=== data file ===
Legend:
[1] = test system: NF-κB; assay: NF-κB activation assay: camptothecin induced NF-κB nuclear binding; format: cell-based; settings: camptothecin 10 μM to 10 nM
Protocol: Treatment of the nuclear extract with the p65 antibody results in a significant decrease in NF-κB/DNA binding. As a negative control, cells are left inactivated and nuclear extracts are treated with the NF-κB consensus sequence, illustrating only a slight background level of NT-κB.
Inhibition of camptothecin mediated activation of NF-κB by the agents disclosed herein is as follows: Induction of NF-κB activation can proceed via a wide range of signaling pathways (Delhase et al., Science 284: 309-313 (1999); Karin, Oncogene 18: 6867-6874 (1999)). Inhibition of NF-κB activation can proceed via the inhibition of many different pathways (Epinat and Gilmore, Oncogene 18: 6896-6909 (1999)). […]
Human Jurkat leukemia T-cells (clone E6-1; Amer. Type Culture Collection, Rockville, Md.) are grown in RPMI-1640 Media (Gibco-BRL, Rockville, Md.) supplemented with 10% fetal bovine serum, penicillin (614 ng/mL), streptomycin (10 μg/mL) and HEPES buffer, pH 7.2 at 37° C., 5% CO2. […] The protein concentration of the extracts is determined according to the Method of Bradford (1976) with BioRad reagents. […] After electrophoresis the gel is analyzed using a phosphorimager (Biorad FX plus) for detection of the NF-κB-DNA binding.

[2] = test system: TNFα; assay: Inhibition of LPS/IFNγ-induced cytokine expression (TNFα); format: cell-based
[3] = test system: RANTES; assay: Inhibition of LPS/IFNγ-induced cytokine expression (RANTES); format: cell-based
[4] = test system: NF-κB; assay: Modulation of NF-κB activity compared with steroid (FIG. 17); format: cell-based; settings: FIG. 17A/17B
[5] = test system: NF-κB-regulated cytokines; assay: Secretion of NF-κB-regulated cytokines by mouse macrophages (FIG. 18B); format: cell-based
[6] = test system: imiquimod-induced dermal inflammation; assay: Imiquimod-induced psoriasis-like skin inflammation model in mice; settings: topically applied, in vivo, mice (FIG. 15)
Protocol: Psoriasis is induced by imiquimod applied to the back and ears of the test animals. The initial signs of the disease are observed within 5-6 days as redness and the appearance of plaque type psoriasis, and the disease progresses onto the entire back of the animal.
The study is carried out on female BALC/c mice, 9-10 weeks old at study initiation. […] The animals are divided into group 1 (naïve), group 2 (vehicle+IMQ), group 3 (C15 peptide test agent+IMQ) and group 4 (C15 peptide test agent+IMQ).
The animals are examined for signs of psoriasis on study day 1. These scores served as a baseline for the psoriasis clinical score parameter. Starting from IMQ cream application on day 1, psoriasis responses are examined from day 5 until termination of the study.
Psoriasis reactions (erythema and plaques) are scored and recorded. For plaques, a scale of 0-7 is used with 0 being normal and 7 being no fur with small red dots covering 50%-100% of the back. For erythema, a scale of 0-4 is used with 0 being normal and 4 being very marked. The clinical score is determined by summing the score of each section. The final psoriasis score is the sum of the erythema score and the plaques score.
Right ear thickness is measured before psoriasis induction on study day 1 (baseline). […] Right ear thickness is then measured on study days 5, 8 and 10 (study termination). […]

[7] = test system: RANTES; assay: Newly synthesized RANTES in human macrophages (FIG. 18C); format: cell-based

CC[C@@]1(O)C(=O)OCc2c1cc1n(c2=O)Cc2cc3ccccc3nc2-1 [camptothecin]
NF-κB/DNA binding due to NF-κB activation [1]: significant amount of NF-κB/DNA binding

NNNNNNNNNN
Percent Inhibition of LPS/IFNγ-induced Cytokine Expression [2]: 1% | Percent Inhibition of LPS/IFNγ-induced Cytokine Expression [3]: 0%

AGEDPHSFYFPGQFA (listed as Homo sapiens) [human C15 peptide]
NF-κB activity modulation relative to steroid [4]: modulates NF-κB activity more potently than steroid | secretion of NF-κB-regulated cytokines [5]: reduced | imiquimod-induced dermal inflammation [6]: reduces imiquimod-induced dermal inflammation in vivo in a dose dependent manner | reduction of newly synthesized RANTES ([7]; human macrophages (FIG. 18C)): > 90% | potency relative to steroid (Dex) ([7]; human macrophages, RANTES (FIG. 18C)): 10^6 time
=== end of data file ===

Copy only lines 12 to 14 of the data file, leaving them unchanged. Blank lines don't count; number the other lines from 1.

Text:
The study is carried out on female BALC/c mice, 9-10 weeks old at study initiation. […] The animals are divided into group 1 (naïve), group 2 (vehicle+IMQ), group 3 (C15 peptide test agent+IMQ) and group 4 (C15 peptide test agent+IMQ).
The animals are examined for signs of psoriasis on study day 1. These scores served as a baseline for the psoriasis clinical score parameter. Starting from IMQ cream application on day 1, psoriasis responses are examined from day 5 until termination of the study.
Psoriasis reactions (erythema and plaques) are scored and recorded. For plaques, a scale of 0-7 is used with 0 being normal and 7 being no fur with small red dots covering 50%-100% of the back. For erythema, a scale of 0-4 is used with 0 being normal and 4 being very marked. The clinical score is determined by summing the score of each section. The final psoriasis score is the sum of the erythema score and the plaques score.